The risks of smoking are well known, and include increased blood pressure, heart disease, and cancer, among others. It has also been well established that mothers who smoke during pregnancy increase the risk of complications and put the health of their unborn child in jeopardy. Some of the complications that can occur as a result of smoking during pregnancy are placenta previa, placental abruption, miscarriage, and gestational bleeding.
For children born to mothers who smoke, developmental problems affecting respiratory processes and other organ impairments are not uncommon. Further, children whose mothers smoked during pregnancy are more likely to develop obesity and diabetes than children whose mothers didn’t smoke during pregnancy, despite the fact the prenatal exposure to maternal cigarette smoking (PEMCS) usually results in low birth weight.
Although these facts are well known, it is estimated that nearly one in five pregnant women still smoke. To better understand the negative impact of PEMCS on organ development, Devasuda Anblagan of the Sir Peter Mansfield Magnetic Resonance Centre at the University of Nottingham in the United Kingdom recently conducted a study involving 26 pregnant women, half of whom were smokers. The women were evaluated and MRIs were conducted on the fetuses at 22 weeks and again at approximately 35 weeks into the pregnancies.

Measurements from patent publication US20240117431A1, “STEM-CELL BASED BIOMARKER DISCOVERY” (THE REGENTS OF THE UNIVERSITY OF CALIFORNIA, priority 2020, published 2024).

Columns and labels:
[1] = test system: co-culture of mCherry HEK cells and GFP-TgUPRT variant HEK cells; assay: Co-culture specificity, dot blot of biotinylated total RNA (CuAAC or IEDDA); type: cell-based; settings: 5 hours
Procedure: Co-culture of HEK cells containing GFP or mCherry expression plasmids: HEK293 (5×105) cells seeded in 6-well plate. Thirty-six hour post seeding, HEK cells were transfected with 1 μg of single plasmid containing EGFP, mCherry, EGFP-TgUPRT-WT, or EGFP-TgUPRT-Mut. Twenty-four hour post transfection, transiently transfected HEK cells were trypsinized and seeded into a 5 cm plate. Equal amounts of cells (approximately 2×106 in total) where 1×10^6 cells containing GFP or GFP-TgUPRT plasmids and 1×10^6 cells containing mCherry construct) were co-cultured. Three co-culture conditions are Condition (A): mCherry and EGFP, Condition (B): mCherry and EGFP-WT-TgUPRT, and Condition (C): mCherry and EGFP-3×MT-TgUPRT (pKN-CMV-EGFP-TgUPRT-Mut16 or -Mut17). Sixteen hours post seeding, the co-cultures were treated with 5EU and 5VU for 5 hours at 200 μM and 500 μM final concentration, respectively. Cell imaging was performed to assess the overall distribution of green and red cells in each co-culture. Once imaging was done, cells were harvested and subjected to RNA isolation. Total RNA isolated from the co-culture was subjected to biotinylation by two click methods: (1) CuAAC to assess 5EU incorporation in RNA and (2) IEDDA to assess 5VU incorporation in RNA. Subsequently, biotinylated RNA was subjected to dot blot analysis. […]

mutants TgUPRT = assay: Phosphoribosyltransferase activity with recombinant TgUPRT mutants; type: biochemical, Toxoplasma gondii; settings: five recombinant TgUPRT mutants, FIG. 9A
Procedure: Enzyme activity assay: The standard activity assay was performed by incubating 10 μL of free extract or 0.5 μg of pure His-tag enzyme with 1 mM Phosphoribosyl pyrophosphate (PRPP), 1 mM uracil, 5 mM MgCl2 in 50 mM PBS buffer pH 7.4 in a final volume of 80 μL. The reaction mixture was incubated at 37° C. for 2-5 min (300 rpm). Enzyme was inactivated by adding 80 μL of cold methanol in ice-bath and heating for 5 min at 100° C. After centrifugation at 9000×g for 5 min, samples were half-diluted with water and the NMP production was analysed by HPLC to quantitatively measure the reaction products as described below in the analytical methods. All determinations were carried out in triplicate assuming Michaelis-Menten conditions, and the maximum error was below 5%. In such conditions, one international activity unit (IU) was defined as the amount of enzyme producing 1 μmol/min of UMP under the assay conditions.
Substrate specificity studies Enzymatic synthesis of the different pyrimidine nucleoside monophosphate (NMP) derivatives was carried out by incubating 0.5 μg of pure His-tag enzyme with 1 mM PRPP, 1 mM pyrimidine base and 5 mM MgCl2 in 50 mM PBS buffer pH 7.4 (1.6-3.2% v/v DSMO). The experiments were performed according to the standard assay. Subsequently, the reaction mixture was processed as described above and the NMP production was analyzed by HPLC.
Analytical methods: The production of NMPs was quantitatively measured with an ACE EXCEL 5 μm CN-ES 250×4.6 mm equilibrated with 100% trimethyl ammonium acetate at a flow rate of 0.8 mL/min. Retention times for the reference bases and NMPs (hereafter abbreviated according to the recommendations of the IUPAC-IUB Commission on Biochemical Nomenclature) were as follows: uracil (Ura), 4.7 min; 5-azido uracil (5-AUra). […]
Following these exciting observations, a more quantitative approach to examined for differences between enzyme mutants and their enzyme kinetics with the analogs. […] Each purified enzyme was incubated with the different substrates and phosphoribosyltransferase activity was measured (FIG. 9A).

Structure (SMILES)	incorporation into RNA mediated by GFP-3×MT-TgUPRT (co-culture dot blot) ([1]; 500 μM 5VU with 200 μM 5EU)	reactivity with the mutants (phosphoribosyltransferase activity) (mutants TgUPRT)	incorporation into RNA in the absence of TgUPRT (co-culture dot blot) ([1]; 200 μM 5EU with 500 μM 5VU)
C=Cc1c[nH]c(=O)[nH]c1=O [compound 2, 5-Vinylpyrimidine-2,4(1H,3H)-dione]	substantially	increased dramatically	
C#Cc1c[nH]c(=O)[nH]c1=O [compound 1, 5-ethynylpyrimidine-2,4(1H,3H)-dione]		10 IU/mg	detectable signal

The results revealed that PEMCS was directly associated with decreased brain and kidney volumes in the fetuses and that these decreases were significantly elevated from time 1 to time 2. Although lung and placental volumes were also decreased in the PEMCS fetuses, the decreased volumes were similar at both time points. Liver volumes appeared to be unaffected by the PEMCS.
Angblagan said, “In conclusion, the results of the present study demonstrate that intrauterine exposure to cigarette smoking is associated with impaired fetal and fetal organ growth, particularly in the kidney and brain.” Efforts at reducing and preventing prenatal smoking should be increased to lower the risk of future organ and developmental problems for the unborn children of smoking mothers.
Anblagan, D., Jones, N.W., Costigan, C., Parker, A.J.J., Allcock, K., et al. (2013). Maternal smoking during pregnancy and fetal organ growth: A magnetic resonance imaging study. PLoS ONE 8(7): e67223. doi:10.1371/journal.pone.0067223
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